First off, we have a few more answers regarding our newest diagnosis of Ehler's Danlos (Reagan and Leo so far). It was confirmed via his echocardiogram that Reagan has a mild dilation of his aorta, but the ordering doctor is checking with Cardiology as to whether we need to treat it medically yet. We don't know the full impact of that yet, but Dr. Escobar explained there is a medication used to help this condition where to my understanding an aortic aneurism can form due to the connective tissue problem. I'm still learning about Ehler's Danlos and don't have a ton of details as of yet. As I mentioned on my last post, I'm avoiding Dr. Google. There's just too much information that may or may not apply to our situation and I don't need the added stress of being misinformed.
Since Leo has the same "mistake" in his genetic makeup, he will also need an echocardiogram. We are waiting to hear from the company who did the original genetic testing last year on 5 of us on whether or not they will check Matt's, Kaelan's and my blood work looking for the "mistake" in our genes as well. They initially refused, but with Reagan testing positive to the aortic dilation, I'm hoping they have a heart (pun intended) and check for us. That leaves Riley and Lily, who will need to have blood work done to rule out whether or not they have Ehler's Danlos too. I'm especially hoping Lily doesn't have it with her already complicated heart history and I'm hoping the echocardiogram she had back in November included measurements of her aortic valve so we don't have to do another one of those if she does end up having ED.
Yesterday, I was told Lily's severe allergic reaction to the antibiotic Omnicef is called Stephen-Johnson syndrome. Thank God we had her diagnosed in the early stages because complications from it can lead to death. Matt told me the basketball player Manute Bol died from kidney failure brought on by Stephen-Johnson syndrome in 2010. Lily is recovering fairly well, but you can still see the remnants of the rash on her legs and arms. I was told the affects of the rash (including pain) can last for weeks. I'm still pretty paranoid it's going to come back, but the dermatologist she's been seeing is very happy with her recovery so far.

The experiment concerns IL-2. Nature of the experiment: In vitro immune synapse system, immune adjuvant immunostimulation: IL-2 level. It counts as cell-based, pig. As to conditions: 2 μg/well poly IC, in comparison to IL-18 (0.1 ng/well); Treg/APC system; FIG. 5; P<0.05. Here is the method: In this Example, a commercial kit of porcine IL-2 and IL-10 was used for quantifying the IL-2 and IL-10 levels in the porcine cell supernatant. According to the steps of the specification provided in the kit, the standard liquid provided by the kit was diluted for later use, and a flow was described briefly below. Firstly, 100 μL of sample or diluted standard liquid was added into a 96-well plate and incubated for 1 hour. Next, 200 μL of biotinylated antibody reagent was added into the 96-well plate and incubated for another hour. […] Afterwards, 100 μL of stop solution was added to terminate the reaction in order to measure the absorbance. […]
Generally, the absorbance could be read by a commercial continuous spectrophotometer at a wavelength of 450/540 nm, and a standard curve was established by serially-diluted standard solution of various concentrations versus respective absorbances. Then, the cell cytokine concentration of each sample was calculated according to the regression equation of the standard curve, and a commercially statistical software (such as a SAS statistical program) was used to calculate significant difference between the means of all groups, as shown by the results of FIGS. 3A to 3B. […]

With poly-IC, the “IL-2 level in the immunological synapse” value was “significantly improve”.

Due to all that Lily's been through since January, I've let a few of her bad habits crop up like eating and drinking upstairs in her room, playing a ton on the iPad and watching hours upon hours of her favorite DVD's. She's missed a ton of school as well. I'm trying to decide when the tough love is going to come back, but it's been hard to be tough after watching her suffer so much. I think slowly reintroducing the rules will be best and getting her back on her regular schedule too. Methinks there will be much protesting though.
Another topic I've been neglecting is Dasha's Baha hearing aid. She has been wearing it since the end December and we've been very happy with how it works. Her hearing is finally within the normal range and we've already seen an improvement with her articulation and response time. She will have to relearn sounds now that she can hear them properly and her speech therapists (and us) are working diligently for that to happen. Mostly our only issues have been from the actual abutment implant itself. Where the screw is implanted in her skull, we've had some mild healing concerns since it was surgically implanted last August. We've been trying a couple of protocols to help the skin around the abutment including 2 different steroid creams and they've helped, but I just wish it was perfectly healed. I'm not all that convinced Dasha isn't messing with it at night in bed. :/
Izzy is doing well on her new medicine regime and we can already see more focus and detail in many areas at home and hope it is occurring at school. She created this Lego house all on her own and was quite proud of the finished product as were we. This is something she's never attempted before now.
Finally, Leo is reciting the alphabet, colors, days of the week and counting to 10 with great gusto. Apraxia is making it very difficult to understand much of the rest of his speech. He is replacing certain sounds with other sounds (i.e. M for W), dropping sounds and still inhaling even other sounds so he is increasingly becoming frustrated and repeats himself a lot in the hope we will comprehend him (or he just loves the sound of his new speaking voice ;P ). His speech is definitely a work in progress, but progress is what we are definitely seeing.
Next week's schedule of Leo's Exceptional Excursions (what we are now calling his field trips) will be The Children's Museum of Indianapolis and a park (weather permitting). :)